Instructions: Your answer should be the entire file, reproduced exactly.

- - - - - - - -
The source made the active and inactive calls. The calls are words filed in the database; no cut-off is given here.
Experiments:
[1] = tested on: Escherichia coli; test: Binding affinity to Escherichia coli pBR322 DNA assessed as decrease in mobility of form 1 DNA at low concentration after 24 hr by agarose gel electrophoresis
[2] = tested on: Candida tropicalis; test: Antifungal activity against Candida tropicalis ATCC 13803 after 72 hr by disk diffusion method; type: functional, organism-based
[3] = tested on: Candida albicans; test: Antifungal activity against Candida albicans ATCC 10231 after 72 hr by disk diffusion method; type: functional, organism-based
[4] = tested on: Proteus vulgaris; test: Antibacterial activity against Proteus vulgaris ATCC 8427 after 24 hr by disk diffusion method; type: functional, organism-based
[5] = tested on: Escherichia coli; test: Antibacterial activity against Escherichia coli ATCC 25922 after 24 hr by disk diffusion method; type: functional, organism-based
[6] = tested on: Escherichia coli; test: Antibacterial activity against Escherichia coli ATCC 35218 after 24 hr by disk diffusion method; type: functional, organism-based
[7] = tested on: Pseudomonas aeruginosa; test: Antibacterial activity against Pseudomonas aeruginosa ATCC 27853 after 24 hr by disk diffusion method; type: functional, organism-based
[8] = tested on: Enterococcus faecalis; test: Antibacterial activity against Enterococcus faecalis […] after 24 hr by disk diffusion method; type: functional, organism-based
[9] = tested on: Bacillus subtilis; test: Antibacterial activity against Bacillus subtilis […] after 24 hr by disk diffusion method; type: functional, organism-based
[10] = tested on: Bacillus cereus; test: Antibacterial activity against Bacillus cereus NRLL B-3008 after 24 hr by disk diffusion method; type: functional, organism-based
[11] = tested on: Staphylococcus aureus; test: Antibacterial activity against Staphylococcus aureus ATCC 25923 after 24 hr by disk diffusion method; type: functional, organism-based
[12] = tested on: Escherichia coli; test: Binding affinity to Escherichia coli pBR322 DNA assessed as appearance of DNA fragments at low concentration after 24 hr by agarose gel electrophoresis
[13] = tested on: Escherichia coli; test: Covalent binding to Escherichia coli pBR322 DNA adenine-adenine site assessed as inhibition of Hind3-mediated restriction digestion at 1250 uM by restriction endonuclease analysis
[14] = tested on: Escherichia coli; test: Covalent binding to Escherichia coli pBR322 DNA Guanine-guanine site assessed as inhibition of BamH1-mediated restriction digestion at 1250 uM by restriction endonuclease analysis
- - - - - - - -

The source made the active and inactive calls. The calls are words filed in the database; no cut-off is given here.
Experiments:
[1] = tested on: Escherichia coli; test: Binding affinity to Escherichia coli pBR322 DNA assessed as decrease in mobility of form 1 DNA at low concentration after 24 hr by agarose gel electrophoresis
[2] = tested on: Candida tropicalis; test: Antifungal activity against Candida tropicalis ATCC 13803 after 72 hr by disk diffusion method; type: functional, organism-based
[3] = tested on: Candida albicans; test: Antifungal activity against Candida albicans ATCC 10231 after 72 hr by disk diffusion method; type: functional, organism-based
[4] = tested on: Proteus vulgaris; test: Antibacterial activity against Proteus vulgaris ATCC 8427 after 24 hr by disk diffusion method; type: functional, organism-based
[5] = tested on: Escherichia coli; test: Antibacterial activity against Escherichia coli ATCC 25922 after 24 hr by disk diffusion method; type: functional, organism-based
[6] = tested on: Escherichia coli; test: Antibacterial activity against Escherichia coli ATCC 35218 after 24 hr by disk diffusion method; type: functional, organism-based
[7] = tested on: Pseudomonas aeruginosa; test: Antibacterial activity against Pseudomonas aeruginosa ATCC 27853 after 24 hr by disk diffusion method; type: functional, organism-based
[8] = tested on: Enterococcus faecalis; test: Antibacterial activity against Enterococcus faecalis […] after 24 hr by disk diffusion method; type: functional, organism-based
[9] = tested on: Bacillus subtilis; test: Antibacterial activity against Bacillus subtilis […] after 24 hr by disk diffusion method; type: functional, organism-based
[10] = tested on: Bacillus cereus; test: Antibacterial activity against Bacillus cereus NRLL B-3008 after 24 hr by disk diffusion method; type: functional, organism-based
[11] = tested on: Staphylococcus aureus; test: Antibacterial activity against Staphylococcus aureus ATCC 25923 after 24 hr by disk diffusion method; type: functional, organism-based
[12] = tested on: Escherichia coli; test: Binding affinity to Escherichia coli pBR322 DNA assessed as appearance of DNA fragments at low concentration after 24 hr by agarose gel electrophoresis
[13] = tested on: Escherichia coli; test: Covalent binding to Escherichia coli pBR322 DNA adenine-adenine site assessed as inhibition of Hind3-mediated restriction digestion at 1250 uM by restriction endonuclease analysis
[14] = tested on: Escherichia coli; test: Covalent binding to Escherichia coli pBR322 DNA Guanine-guanine site assessed as inhibition of BamH1-mediated restriction digestion at 1250 uM by restriction endonuclease analysis